Figure 4. Topography of the surface layer of silver paste on the surface of a silicon deposited by screen printing and SLS with the laser beam feed rate 50 mm/s and various laser beam power, where z - the number of passes of the laser beam, r- a laser beam, A1 -A9 - the symbol of the sample, h -the thickness of electrode before the process, z=3 for A1 -A9, r= 37.8 W for A1,A4,A7 and r= 39.15 W for A2,A5,A8, r= 40.5W for A3,A6,A9, h=15 pm for A1 -A3, h=35 pm for A4 -A6, h=50 цm for A7 -A9 (SEM - magnification in the range from 20 000 to 80 000 x).

evaporation of electrode, melting of elements, as well the areas of fully exposed silicon substrate in the electrode ((fig. 4) - samples from A7 to A9), as a result, abandoned the use of samples with the amount of further research. However, continued research on samples from A1 to A6. Figure 5a presents an example of the series of experimental solar cells, where front side metallization was deposited from X paste on the surface of the silicon solar cell with texture and ARC layer and SLS with the laser beam feed rate 50 mm/s and various laser beam powers. Based on electrical properties investigations using the TLM method in the first series it was found that the smallest specific contact resistance values of experimental contacts system I,II were respectively 1.03 -.—3.21 fi • cm2, 1.12 .—1.88 fi • cm2 for solar cells with texture and with or without ARC coating. The smallest value of experimental contacts system I, II (1.03 fi • cm2; 1.12 fi • cm2) were observed for medium thickness 15 pm onto substrate with

Jj/ ^ jj 0.5 1 1.5 2

Laser beam [mm/,]

a \ s*

L Lr a d [cm]*

Figure 5. a) An example plot of resistance versus contact distance for the determination of contact parameters (LT -a track of current impact and Rc - contact resistance, slope=Rp/z, Rp - sheet resistance, Z - contact length), b) typical graphic method from the literature used to determine factors [9]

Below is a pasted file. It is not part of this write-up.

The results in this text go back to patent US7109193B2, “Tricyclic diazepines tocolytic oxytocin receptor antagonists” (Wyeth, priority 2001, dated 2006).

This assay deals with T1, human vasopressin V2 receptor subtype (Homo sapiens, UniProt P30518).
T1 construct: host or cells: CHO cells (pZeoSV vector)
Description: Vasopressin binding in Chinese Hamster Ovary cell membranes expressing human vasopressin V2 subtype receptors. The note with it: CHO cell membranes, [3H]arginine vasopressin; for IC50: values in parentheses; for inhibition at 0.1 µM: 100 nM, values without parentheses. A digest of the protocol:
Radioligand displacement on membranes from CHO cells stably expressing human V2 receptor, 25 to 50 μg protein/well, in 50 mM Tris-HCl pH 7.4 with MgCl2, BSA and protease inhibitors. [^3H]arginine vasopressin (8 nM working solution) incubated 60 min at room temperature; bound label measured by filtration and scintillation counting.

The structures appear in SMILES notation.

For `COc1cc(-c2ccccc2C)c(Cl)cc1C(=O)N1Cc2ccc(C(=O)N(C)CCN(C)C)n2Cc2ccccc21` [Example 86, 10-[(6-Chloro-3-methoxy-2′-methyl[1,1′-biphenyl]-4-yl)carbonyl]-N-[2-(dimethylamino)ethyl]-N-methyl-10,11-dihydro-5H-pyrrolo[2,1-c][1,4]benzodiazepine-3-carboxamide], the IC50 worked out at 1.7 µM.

Figure 6. Image of two- and three- dimensional surface topography (CLSM) of front electrode experimental contact system I from paste X onto Si substrate with texture and ARC layer by laser microtreatemn

texture and ARC coating with applied respectively laser beam 37.8 W and 40.5 W and the feed rate of passage the laser beam 50 mm/s.

Based on electrical properties it was found that the smallest specific contact resistance values of experimental contacts system I,II were respectively 0.36 .—0.51 fi • cm2, 1.29 .—1.63 fi • cm2 solar cells with texture and with or without ARC coating. The minimum value of experimental contacts system I, II (0.36 fi • cm2; 1.29 fi • cm2) about

Table 1. Properties of paste.

Paste symbol Mass concentration of elements Basic powder Organic carrier Ceramic glaze Solar cells with different morphology*

X 80 18 2 1,2

Where: 1.textured surface with deposited TiOx coating, 2. textured surface without deposited TiOx coating

Table 2. Initial conditions of laser micro-treatment for experimental contacts systems of silicon wafers.